Oh dear, I bet there were a few political churnalists hoping an inquiry would feed them cheap copy for the next god knows how many years? And how many activists were depending on a cut from the money go round that passes for a public inquiry? What will they do for the next three years? What will happen to the £xxx million pounds of public money that would have been spent, please don't tell me it will have to be used for something useful instead?

Now we'll never get the chance to not-read the 20 volume report, and will never get to know that all the main people involved are long retired or even dead, and we'll never hear the stories of the people who weren't killed or wrongly convicted, and we'll never get to learn the lessons from studying policies and processes that were long-ago replaced out because we already studied them and identified the flaws. I'm going to have to put the old rope back on the shelf and that makes me mildly annoyed.

Anonymous said...

You'd think that a government Should hold Murdoch and his big family accountable.
Our current lot still house those who may have affiliations not yet exposed.
A whole New government Would be the answer.

There's UKIP but you only have to see some of them happy to retweet the stuff Staines puts out. He'd Never do it to them. He'd Never corrupt any of them.

So, who else?

Looks like its up to the hugger echelons. Namely the spooks.

Who, of course still remain to be seen to do their job and not serve the likes of those who either run abroad or have no real nationality or identity to UK.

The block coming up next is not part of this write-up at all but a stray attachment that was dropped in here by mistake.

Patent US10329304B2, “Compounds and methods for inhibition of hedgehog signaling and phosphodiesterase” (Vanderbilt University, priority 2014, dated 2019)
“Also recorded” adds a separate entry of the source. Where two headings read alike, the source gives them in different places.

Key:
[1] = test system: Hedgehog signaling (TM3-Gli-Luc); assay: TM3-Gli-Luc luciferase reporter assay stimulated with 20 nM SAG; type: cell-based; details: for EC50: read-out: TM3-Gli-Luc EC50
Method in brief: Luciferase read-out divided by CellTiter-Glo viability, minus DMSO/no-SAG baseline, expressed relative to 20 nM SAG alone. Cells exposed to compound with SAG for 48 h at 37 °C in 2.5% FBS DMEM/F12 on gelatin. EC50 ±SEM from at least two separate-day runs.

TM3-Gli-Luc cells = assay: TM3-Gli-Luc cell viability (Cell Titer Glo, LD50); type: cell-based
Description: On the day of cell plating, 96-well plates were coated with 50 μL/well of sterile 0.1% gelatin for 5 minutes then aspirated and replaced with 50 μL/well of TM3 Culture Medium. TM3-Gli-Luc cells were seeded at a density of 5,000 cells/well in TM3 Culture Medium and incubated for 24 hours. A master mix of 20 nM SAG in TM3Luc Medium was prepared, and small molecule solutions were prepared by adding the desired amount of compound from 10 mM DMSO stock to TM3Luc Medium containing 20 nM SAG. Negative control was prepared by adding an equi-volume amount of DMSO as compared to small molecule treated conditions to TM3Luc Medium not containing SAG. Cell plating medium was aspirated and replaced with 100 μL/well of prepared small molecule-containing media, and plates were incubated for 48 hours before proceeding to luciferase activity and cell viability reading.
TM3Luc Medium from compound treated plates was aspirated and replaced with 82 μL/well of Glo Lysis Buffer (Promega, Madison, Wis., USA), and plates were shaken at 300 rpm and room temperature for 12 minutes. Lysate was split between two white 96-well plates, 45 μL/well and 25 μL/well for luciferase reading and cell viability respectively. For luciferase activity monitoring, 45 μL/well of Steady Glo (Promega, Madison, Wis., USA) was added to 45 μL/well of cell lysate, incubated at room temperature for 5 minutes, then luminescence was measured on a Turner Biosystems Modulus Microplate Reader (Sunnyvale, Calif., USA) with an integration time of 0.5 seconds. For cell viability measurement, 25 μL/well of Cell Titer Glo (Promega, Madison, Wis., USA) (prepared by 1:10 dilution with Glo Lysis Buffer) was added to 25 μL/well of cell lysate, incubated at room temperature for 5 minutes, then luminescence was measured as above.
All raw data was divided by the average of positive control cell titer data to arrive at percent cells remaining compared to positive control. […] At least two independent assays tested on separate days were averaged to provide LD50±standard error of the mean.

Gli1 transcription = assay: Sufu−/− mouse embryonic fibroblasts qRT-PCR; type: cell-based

What are they waiting for?

The apparent closing of RT banking was nothing to do with media moguling.
Yet a week or so later Russia kicked off Human Rights council.

Some things can be a well dressed lie and Dont fool some.

SteveB said...

The army bit may be a bit stretched, go back another couple of years to the Brixton riots and you'll find reports and photos of Met police removing numbers and badges to avoid future comebacks. Ex-Squaddies with relatively small army pensions are a lot harder to keep quiet than retired police with 30 year pensions.

The complaints from other forces about Met behaviour was legendary. There was one allegation that so much equipment had been stolen from another force sharing barracks with the Met that the Met buses home were stopped and searched on the M1.

There is angle to the non-inquiry which hasn't been considered. Did SYP ask for "mutual aid" and then find that they had let the genie out of the bottle when the Met arrived? Did the Chief Constable find that control had been taken off him in his own county? Whilst it would be a sort of defence it would also be a loss of face and professionally difficult to admit.

rob said...

@ Anon 12:58

Given the appointment of B list (at best) and formerly disgraced politicians into the current government's cabinet, with the retention of the overpromoted and underperforming hider behind trees, plus the meetings with the Murdoch mafioso at No 10 and in the USA one wonders exactly what hold NewsCorp have over successive British governments including this one?

As for the spooks they missed out on phonehacking on Cabinet Ministers, although Glen Mulcaire is alleged to have had links with them, and the inquiry into child sexual abuse seems to be running into problems. Another area of public life available for use of blackmailers if they so desire but seems to have passed our expert spooks by. The three wise monkeys Brooks defence seems to apply in their case too.

The whole system has been corrupted. One only has to look at who benefits to see who it has been corupted by.

One could surmise that the Tory Party "entryists" that Tim has reported on in previous blogs are not the only organisation that another organisation with cash rich pockets would like to infiltrate. By fair means or foul.